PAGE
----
3. 3. Coaching in the Corporate World – #1: Introducing the Spiral model of coaching Page 3 of 4 – 2016 Florence Dambricourt, Mindset Strategist Introducing the spiral model of coaching A coaching relationship has a cycle and that cycle is like a spiral: each cycle of the spiral will widen the skills, knowledge, opportunities. When using the coaching world jargon we will talk about expanding with the client the limit of their world, or expanding their model of the world. Once someone’s world is wider, that’s the fact: they have a lot more places to visit and travel to. At the end of the coaching program, the client should have milestones to look forward to, with the beginning of a new cycle ready to start and enough information to keep the momentum, most of the times on their own. A good coach teaches you autonomy, self-confidence, and how you can repeat the process by yourself. How is it a cycle and not, for instance, like climbing a stairs? When I am describing the coaching process as a cycle, I am looking at it from the perspective of what is happening in the coachee’s mind and what we are truly developing with the coaching methodology: a centred, confident and empowered person. The actual path of the coachee, during the coaching program, can itself has many representations such as –stairs -jumping from stones to stones –landing onto a new shore - climbing a mountain. This representation will be linked with actual facts in the coachee’s life, facts which could also be milestones. The spiral model of coaching is about the actual process of coaching, the methodology, and it goes as simple as this: S Situation / Spirit & Aspiration P Progressing / Planning I Implementation / Innovation R Reacting / Relaxing A Attention / Addition L Looking anew / Looking ahead And yes it is a cycle, going through a repeated process of thinking: “where is the coachee now” – “where does the coachee want to go” – “what need to happen for that” – “when will the coachee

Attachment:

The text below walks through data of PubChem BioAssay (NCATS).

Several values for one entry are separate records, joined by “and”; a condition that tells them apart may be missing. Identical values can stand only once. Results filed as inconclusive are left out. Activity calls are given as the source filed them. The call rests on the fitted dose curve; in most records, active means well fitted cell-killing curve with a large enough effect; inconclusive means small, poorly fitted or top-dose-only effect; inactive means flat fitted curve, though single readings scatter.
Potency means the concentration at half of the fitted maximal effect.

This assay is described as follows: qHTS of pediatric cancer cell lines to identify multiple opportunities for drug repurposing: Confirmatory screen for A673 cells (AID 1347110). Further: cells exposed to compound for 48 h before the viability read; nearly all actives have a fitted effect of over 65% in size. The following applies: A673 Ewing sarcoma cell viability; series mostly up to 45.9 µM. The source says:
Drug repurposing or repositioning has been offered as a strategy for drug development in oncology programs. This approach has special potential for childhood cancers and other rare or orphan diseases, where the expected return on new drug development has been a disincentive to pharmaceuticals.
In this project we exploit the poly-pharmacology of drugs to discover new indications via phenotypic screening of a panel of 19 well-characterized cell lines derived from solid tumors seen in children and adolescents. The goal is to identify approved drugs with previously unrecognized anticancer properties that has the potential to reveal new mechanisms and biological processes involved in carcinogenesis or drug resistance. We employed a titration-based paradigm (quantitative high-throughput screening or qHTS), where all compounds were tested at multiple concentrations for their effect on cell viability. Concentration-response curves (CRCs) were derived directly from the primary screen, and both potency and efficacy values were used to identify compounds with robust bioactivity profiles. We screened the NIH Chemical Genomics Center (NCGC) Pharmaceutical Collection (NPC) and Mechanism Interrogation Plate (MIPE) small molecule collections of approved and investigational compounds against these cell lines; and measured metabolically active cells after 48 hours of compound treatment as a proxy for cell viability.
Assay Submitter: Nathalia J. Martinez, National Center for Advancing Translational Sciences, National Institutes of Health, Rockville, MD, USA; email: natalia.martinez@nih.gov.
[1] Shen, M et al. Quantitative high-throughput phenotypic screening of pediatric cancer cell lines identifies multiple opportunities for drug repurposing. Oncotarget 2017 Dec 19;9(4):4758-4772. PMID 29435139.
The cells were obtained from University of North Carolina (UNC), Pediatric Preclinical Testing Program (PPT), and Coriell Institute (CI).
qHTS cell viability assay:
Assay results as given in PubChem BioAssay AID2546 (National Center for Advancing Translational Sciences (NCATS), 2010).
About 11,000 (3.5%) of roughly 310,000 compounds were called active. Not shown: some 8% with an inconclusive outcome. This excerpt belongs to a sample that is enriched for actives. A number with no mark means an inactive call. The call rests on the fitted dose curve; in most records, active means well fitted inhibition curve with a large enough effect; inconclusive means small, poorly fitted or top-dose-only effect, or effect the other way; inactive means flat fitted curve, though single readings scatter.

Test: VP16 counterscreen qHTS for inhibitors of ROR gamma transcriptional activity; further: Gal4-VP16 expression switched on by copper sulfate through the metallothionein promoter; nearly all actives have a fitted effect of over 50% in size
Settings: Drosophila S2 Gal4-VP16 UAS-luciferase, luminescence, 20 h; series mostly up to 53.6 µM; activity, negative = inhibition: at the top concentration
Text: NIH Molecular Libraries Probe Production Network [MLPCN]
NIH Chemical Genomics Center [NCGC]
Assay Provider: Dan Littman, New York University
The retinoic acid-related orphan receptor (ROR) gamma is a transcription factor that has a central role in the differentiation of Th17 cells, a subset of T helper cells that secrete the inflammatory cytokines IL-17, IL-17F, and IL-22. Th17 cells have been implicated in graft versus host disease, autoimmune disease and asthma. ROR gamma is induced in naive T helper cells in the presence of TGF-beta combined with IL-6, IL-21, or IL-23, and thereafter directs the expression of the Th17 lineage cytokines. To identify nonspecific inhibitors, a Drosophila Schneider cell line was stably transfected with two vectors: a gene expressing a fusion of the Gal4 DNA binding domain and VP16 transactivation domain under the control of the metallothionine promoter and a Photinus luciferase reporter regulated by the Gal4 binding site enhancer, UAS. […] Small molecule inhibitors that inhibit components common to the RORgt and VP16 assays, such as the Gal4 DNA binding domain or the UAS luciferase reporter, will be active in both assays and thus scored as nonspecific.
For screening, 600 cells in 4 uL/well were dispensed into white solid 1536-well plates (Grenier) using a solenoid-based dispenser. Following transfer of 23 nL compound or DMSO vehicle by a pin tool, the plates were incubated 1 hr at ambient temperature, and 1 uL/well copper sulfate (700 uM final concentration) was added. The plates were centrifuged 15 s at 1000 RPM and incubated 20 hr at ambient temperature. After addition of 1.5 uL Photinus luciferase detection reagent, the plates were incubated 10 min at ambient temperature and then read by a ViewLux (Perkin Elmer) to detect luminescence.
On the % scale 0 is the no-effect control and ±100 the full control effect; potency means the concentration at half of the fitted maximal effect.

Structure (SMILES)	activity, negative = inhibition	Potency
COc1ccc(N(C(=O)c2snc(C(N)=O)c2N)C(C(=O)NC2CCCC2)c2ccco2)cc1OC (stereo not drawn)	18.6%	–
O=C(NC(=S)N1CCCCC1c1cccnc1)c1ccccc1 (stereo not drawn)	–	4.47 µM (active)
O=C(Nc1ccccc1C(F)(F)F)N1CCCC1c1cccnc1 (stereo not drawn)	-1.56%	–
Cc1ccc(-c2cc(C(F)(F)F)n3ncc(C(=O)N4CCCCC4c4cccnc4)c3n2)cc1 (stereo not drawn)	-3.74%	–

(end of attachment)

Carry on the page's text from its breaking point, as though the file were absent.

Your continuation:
4. 4. Coaching in the Corporate World – #1: Introducing the Spiral model of coaching Page 4 of 4 – 2016 Florence Dambricourt, Mindset Strategist A coaching relationship has a cycle and that cycle is like a spiral: each cycle of the spiral will widen the skills, knowledge, opportunities. 3 THINGS TO DO THIS WEEK to start your OWN SPIRAL of GROWTH 1- S for SITUATION – Set a moment aside to look around: Where you are? What’s going on? Who is around you? Let your mind do the 360˚ feedback of your day. 2- S for SPIRIT and ASPIRATION – Take several deep breaths and get out in the open air then look around: What do you have on the horizons? Do you see an horizon? 3- Download our FREE RESOURCE and start your own SPIRAL of GROWTH. know s/he is there” – “is the coachee there now” – “good, let’s rest and celebrate”. And then, only then, a new cycle can be thought off, starting back with the first step –our S- “where is the coachee now”. However that S is not the same and this at many levels. The starting point of that next cycle has now stretched to the outside, and that stretch is defined by how much the coachee has widened their model of the world in becoming a more centred, confident and empowered person. It happens that some coach may focus on the tasks at hand, for instance while working with a top manager, they could be faced with the task of expanding a department into integrating a new section and widen a set of services. These are great objectives and very important ones for the coachee however these are not the objectives of the coach. The task of the coach is solely about facilitating the growth of the coachee that s/he will find in them the confidence, along with the ideas, the energy, the know-how, they need to reach their objectives and of course in an emotionally manageable way. Let’s look in more detail at our spiral model of coaching. The S of our spiral stands for “Situation” and “Spirit & Aspirations”. At the same time the coach assesses with the coachee the situation, s/he already looks in the future at what the coachee wants to achieve, their aspirations, and even more their “Spirit & Aspirations”. This way the coach confirms with the coachee if the objectives mentioned are really the true objectives. That is actually a step toward developing that notion of “being centred” by working on authenticity. Now, let’s review our last step, the L of our spiral which stands for “Looking anew”, and “Looking ahead”. As an agent of growth, with that last step, the coach will want to review with the coachee the learnings identified with the coaching program, and the new perspectives brought along. It is likely that the starting point of the coaching program appears different to the coachee now when looking back, the same way that most likely the coachee would already have upcoming new objectives in the back of their head. The two elements of focus, written side by side at each of the step of our cycle, illustrate the permanent double focus of the coach; on one hand, to bring into light points of development by asking the right questions, and on the other hand to keep the big picture in mind, pacing the coachee toward the future. Watch out for our next article “#2 Debugging 5 myths about coaching.” To know more, contact the author - Florence Dambricourt – or visit Talking4good @talking4good: powerful conversations for powerful action The Spirit of H2O (Humour, Horizon, Openness) & The rhythm of M2E (Movement, Mantra, Energy)